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American ancient Anne Bradstreet appeared Bay Psalm Book Bayard Taylor began Boston called century character colonial colonists Constitution contemporary Cotton Mather criticism Dutch Republic early eloquence England English example fiction followed foreign gathered hand heart heathen Chinee Henry Clay historian History of Virginia humor hundred Indian interest Irving John labor land later letters liberty literary literature living manner Massachusetts matter mind nation native nature neighbors never novel novelists orators oratory patriotic period Philip Freneau poems poet poetic poetry political present prose published Puritan race readers rhyme Richard Mather romance Samuel Sewall sense sentiment side song speech spirit story style things thought tion town truth turn verse Virginia voice volumes Walt Whitman Whitman William words writers wrote young youth
Page 22 - And for the season it was winter, and they that know the winters of that country know them to be sharp and violent, and subject to cruel and fierce storms, dangerous to travel to known places, much more to search an unknown coast.
Page 285 - Still stands the forest primeval ; but under the shade of its branches Dwells another race, with other customs and language. Only along the shore of the mournful and misty Atlantic Linger a few Acadian peasants, whose fathers from exile Wandered back to their native land to die in its bosom.
Page 294 - The first in time and the first in importance of the influences upon the mind is that of Nature. Every day, the sun; and, after sunset, Night and her stars. Ever the winds blow ; ever the grass grows. Every day, men and women, conversing, beholding and beholden. The scholar is he of all men whom this spectacle most engages.
Page 316 - Lo, it is I, be not afraid! In many climes, without avail, Thou hast spent thy life...
Page 255 - BECAUSE I feel that, in the Heavens above, The angels, whispering to one another, Can find, among their burning terms of love, None so devotional as that of "Mother," Therefore by that dear name I long have called you— You who are more than mother unto me, And fill my heart of hearts, where Death installed you, In setting my Virginia's spirit free. My...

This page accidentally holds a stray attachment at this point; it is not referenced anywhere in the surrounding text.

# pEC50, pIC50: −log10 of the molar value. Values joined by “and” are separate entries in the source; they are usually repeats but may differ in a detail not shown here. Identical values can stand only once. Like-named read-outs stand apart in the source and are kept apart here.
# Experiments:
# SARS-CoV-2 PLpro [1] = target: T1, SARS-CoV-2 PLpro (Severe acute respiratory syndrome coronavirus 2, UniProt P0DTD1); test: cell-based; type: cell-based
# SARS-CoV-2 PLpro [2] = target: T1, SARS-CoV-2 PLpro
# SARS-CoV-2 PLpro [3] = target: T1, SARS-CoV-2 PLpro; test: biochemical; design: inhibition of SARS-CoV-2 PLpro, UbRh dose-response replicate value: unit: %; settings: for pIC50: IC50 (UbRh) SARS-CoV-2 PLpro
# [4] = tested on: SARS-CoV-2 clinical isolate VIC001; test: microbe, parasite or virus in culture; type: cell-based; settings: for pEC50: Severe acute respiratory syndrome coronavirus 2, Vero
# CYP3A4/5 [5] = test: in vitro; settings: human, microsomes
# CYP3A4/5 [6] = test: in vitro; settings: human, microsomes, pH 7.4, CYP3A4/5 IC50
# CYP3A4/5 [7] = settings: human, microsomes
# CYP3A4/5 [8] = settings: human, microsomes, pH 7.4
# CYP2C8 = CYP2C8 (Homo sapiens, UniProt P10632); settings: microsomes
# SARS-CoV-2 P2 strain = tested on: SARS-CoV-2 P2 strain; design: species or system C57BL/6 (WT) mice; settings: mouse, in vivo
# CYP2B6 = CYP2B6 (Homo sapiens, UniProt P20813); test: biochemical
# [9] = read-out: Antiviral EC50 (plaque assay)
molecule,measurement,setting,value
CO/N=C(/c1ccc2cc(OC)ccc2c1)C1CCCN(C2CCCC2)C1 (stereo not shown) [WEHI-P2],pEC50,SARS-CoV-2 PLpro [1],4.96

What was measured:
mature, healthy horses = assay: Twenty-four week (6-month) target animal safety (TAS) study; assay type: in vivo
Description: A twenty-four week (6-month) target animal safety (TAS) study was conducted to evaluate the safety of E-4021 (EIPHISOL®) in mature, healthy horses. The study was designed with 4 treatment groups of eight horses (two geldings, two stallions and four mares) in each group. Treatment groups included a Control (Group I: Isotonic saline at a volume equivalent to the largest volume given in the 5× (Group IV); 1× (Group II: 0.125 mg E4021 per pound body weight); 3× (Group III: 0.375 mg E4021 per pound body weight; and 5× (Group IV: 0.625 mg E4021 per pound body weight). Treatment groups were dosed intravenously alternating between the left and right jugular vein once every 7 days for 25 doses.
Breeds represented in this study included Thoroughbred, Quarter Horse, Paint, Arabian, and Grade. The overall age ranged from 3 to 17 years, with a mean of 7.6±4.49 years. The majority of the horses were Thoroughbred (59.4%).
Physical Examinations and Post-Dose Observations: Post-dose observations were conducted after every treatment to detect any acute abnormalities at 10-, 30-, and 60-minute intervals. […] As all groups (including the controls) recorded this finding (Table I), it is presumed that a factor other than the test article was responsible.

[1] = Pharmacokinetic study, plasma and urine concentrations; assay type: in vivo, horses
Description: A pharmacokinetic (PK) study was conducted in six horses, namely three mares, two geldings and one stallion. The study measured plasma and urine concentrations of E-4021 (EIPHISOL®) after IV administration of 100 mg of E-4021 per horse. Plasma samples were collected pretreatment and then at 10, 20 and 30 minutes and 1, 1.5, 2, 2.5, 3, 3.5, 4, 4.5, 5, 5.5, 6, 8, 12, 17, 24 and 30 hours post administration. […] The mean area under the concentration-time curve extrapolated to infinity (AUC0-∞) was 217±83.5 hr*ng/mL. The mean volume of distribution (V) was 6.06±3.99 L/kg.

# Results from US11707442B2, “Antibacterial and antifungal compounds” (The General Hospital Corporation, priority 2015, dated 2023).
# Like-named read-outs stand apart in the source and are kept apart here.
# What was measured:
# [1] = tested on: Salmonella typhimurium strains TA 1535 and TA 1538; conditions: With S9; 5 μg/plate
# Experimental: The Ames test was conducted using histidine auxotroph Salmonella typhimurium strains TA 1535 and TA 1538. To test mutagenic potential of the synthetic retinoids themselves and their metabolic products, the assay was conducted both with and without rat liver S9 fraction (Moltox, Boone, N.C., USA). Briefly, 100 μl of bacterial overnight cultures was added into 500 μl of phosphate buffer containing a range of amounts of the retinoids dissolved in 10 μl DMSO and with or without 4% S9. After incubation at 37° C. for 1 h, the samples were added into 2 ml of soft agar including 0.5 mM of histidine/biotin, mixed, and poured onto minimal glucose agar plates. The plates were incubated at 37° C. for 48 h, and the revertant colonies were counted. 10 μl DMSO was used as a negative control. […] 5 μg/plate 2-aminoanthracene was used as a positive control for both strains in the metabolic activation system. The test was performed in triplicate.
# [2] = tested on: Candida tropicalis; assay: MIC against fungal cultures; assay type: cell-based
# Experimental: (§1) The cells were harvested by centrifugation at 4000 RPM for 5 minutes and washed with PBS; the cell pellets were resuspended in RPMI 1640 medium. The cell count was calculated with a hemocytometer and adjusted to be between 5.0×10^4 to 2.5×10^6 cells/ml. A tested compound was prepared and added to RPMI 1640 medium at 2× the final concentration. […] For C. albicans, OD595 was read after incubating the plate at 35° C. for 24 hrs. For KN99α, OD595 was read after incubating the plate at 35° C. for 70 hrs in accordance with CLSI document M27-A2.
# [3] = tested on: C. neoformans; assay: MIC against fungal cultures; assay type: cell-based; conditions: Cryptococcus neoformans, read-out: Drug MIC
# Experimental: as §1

Page 253 - Dreamland By a route obscure and lonely, Haunted by ill angels only, Where an Eidolon, named NIGHT, On a black throne reigns upright, I have reached these lands but newly From an ultimate dim Thule From a wild weird clime that lieth, sublime, Out of SPACE - out of TIME.
Page 259 - I saw the mighty walls rushing asunder — there was a long tumultuous shouting sound like the voice of a thousand waters — and the deep and dank tarn at my feet closed sullenly and silently over the fragments of the "HOUSE OF USHER.
Page 174 - During the contest of opinion through which we have passed, the animation of discussions and of exertions has sometimes worn an aspect which might impose on strangers unused to think freely, and to speak and to write what they think ; but this being now decided by the voice of the nation, announced according to the rules of the Constitution, all will of course arrange themselves under the will of the law, and unite in common efforts for the common good.
Page 291 - ... new imagery ceases to be created, and old words are perverted to stand for things which are not ; a paper currency is employed, when there is no bullion in the vaults.
Page 351 - As I wend to the shores I know not, As I list to the dirge, the voices of men and women wreck'd, As I inhale the impalpable breezes that set in upon me, , As the ocean so mysterious rolls toward me closer and closer, I too but signify at the utmost a little wash'd-up drift, A few sands and dead leaves to gather, Gather, and merge myself as part of the sands and drift.